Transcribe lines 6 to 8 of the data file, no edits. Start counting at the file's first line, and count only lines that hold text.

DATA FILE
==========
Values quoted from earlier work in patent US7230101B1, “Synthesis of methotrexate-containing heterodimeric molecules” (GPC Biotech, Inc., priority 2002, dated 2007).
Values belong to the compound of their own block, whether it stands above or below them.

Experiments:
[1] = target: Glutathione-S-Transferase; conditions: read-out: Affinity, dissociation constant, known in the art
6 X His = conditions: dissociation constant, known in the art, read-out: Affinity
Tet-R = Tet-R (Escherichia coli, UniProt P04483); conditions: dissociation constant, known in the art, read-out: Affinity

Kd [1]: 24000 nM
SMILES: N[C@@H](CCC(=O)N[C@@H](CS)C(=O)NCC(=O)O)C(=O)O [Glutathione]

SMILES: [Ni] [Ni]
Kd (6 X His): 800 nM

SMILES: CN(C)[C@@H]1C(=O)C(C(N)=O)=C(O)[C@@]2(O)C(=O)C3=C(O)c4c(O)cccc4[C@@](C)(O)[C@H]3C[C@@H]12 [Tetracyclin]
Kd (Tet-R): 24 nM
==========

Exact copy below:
Tet-R = Tet-R (Escherichia coli, UniProt P04483); conditions: dissociation constant, known in the art, read-out: Affinity

Kd [1]: 24000 nM
SMILES: N[C@@H](CCC(=O)N[C@@H](CS)C(=O)NCC(=O)O)C(=O)O [Glutathione]